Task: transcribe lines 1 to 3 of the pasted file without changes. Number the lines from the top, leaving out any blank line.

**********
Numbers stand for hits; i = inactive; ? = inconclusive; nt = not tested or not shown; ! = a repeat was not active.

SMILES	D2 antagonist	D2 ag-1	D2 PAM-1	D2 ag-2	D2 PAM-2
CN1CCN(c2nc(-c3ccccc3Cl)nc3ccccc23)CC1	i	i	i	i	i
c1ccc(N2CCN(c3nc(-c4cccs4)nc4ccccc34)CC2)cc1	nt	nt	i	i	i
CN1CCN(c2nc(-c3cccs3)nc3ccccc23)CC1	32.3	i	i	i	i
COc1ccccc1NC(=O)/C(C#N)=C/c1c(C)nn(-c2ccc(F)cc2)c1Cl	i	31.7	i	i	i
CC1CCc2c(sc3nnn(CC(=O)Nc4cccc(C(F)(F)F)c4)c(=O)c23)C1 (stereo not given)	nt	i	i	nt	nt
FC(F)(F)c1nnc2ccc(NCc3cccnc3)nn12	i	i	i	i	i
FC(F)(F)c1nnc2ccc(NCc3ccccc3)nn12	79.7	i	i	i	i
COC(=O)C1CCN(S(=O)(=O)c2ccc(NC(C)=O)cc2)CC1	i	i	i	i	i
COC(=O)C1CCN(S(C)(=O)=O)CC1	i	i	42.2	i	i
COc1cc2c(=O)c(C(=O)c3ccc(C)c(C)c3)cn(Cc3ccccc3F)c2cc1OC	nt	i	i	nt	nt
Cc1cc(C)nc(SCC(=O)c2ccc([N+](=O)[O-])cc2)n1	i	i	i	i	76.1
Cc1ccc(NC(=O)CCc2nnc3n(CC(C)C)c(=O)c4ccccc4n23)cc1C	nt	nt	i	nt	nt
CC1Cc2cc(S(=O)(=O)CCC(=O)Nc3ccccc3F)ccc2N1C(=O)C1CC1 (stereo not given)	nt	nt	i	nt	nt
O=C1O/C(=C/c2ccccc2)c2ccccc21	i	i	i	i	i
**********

Numbers stand for hits; i = inactive; ? = inconclusive; nt = not tested or not shown; ! = a repeat was not active.

SMILES	D2 antagonist	D2 ag-1	D2 PAM-1	D2 ag-2	D2 PAM-2
CN1CCN(c2nc(-c3ccccc3Cl)nc3ccccc23)CC1	i	i	i	i	i